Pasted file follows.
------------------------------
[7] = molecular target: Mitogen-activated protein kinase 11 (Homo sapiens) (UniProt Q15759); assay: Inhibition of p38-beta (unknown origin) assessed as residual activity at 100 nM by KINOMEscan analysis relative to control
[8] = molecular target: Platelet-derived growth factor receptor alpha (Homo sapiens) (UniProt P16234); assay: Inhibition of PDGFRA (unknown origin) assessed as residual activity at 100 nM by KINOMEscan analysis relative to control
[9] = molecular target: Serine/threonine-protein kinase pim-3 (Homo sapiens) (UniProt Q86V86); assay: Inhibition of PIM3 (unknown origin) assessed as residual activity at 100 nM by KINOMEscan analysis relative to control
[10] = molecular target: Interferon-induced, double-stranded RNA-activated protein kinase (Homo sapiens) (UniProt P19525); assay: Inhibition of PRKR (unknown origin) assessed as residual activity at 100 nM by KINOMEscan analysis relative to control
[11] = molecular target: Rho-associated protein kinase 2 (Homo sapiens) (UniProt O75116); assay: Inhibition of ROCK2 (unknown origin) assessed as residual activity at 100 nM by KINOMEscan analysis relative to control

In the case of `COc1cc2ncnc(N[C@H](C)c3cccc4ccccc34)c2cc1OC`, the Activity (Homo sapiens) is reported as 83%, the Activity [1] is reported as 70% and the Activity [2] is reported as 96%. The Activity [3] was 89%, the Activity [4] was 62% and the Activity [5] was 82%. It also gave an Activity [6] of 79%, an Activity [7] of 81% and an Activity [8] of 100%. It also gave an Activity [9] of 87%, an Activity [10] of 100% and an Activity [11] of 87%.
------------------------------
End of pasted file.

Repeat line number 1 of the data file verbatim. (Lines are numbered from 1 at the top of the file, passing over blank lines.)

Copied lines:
[7] = molecular target: Mitogen-activated protein kinase 11 (Homo sapiens) (UniProt Q15759); assay: Inhibition of p38-beta (unknown origin) assessed as residual activity at 100 nM by KINOMEscan analysis relative to control